For the last five years of the PPM measurement era, increasing TSL has been believed to be a measure of increasing listening occasions. With an average listening span of 10 minutes, broadcasters became existential about longer individual stretches, and began teasing like crazy, in hopes of making their TSL up in smaller chunks.
While I have larger issues with that type of programming, it raises a more immediate question. What would your listeners hear if they did give you that extra occasion? So I decided to listen to a market for 10 minutes at a time (or thereabouts), specifically market No. 37: Columbus, Ohio. In doing so, I was adding an extra dimension, not just the broadcast radio itself, but the streaming experience.
I started at 10 a.m., listened to 11 different stations, and went roughly until noon with a couple of do-overs (more about that later). My listening was timed to avoid morning shows and lunchtime specials.
Unlike a local listener, my listening required three different streaming platforms. Once I was able to listen, however, it was a largely positive experience. I did encounter some of the typical pitfalls of streaming and “today’s radio,” but overall I was favorably impressed with my “time in the market” as every station and its advertisers geared up for Mother’s Day.
Here’s my listening log:
9:58 – WLVQ (QFM96) – The classic rock outlet was running a “00 ID for its jockless “shut up and rock block,” then stagers for the listener-driven “Q on Demand” (one of which instructs the audience to “pick some good [bleeped].” The 12 minutes I heard were all hits: “My Best Friend’s Girl,” “Welcome to the Jungle,” “Killer Queen” and “Legs.”
10:10 – WNCI – The top 40 went into spots at :15, but before it did, I heard “Can’t Hold Us” and Rachel Platten’s “Fight Song,” set up with the “No. 1 for New Music” stager, followed by a Ryan Seacrest bit about curing a Cinco de Mayo hangover. When the spot break came, I heard a jock endorsement spot, then several mostly local spots, an ad for the iHeart Radio Summer Pool Party and then (apparently as a fill song) “Grenade.” This took me up until 10:21, overlapping slightly with the next station.
10:18 – WSNY (Sunny 95) – When I tuned in, the heritage AC’s middayer Trisha Moore was reading the weather; she’d come back before I left at 10:30 to tease an upcoming remote at a local supermarket and the giveaway that went with it. I also heard two stagers: one usage (“pick you up”) and one attitude (“just like free cookies in the breakroom”) in between “As I Lay Me Down,” Maroon 5’s “Sugar,” Scandal’s “The Warrior” and “Safe and Sound.”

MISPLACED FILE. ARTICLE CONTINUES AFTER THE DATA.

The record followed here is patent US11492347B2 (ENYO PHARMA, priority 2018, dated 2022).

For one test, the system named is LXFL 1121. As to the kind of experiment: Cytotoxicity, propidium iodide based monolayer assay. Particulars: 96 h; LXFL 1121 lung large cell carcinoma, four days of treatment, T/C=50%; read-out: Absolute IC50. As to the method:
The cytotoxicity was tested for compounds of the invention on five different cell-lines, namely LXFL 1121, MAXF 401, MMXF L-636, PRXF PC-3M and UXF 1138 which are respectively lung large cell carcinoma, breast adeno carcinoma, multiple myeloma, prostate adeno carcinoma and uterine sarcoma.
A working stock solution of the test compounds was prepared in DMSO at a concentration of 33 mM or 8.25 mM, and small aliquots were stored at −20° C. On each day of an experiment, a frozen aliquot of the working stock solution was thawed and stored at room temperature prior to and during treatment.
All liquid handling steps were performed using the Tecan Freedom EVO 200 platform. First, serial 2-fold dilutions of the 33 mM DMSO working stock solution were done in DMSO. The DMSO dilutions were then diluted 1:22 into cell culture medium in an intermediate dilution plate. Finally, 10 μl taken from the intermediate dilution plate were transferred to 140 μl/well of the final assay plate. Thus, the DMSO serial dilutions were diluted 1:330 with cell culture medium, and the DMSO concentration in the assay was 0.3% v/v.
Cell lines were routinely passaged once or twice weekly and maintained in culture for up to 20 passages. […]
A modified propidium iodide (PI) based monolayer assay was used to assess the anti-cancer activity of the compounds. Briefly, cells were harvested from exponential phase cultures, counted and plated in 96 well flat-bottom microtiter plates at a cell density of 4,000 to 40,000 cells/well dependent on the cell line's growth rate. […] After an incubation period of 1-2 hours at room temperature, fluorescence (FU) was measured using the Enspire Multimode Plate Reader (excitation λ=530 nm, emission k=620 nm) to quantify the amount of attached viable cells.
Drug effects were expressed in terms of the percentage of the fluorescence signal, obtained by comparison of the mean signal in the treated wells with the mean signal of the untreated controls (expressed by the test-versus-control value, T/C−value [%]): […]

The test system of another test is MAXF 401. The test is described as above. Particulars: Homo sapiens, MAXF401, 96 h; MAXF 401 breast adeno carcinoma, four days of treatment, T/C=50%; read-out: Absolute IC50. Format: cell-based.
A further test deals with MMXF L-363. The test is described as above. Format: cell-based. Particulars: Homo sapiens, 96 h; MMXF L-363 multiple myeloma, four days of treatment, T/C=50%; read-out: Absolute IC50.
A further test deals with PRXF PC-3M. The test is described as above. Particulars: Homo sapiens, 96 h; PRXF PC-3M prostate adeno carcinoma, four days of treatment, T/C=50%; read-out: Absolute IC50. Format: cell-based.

10:30 – WCOL – The country powerhouse went from David Nail’s “Let It Rain” to Brett Eldridge’s new “Lose My Mind,” then went into spots at :36. But the station’s Andy Clark both front- and back-sold the Brett Eldridge enthusiastically, before teasing a chance to go on-tour with Kenny Chesney and win $1,000. When the spots did come, there were at least four different jock testimonials, followed by an iHeart Country Fest promo.
10:38 – WCKX (Power 107.5) – The big story here was the station’s upcoming Stone Soul Picnic, but DJ Dimepiece also took a minute for the “Celebrity News Buzz” (Chris Brown, celebrating his birthday, falls off stage; Jamie Foxx explains why his version of the National Anthem sounded off). I heard Kanye West’s “All Day” and Jidina’s “Classic Man” before the station went into spots. So far, by the way, I hadn’t come across any typical spot filler — bad PSAs, the same GEICO spot three times — and that continued here. Some of my Power 107.5 listening overlapped with my next station.
10:40 – WCVO (The River) – The longtime Christian AC had various stagers commiserating with listeners who experienced stress at work and on the drive home, and promising “songs and stories” that would be “uplifting and encouraging.” Middayer Mary O’Brien punctuated the Newsboys’ “We Believe,” Phillips, Craig & Dean’s “Revelation Song,” and David Crowder’s “Come as You Are” with a relatable about Tom’s Shoes’ upcoming “One Day Without Shoes” campaign.
11:00 – WVMX (Mix 107.9) – I hit AC WSNY at the exact right time. I tuned into hot AC sister Mix in one of those unusual hours in which it staggered its ad breaks–stopping at :03 (after Magic!’s “No Way No”) and came back to music at :10 with the legal ID and “Love Me Like You Do.” I came back a few hours later and heard music from 2:50 to 2:58, then a five-minute break. (I also heard “Thinking Out Loud,” “Shut Up And Dance” and “Fight Song” again.) Mix did have a good Mother’s Day promotion – the “Mommy & Me” photo contest. I also heard a number of good quality spots on behalf of local advertisers.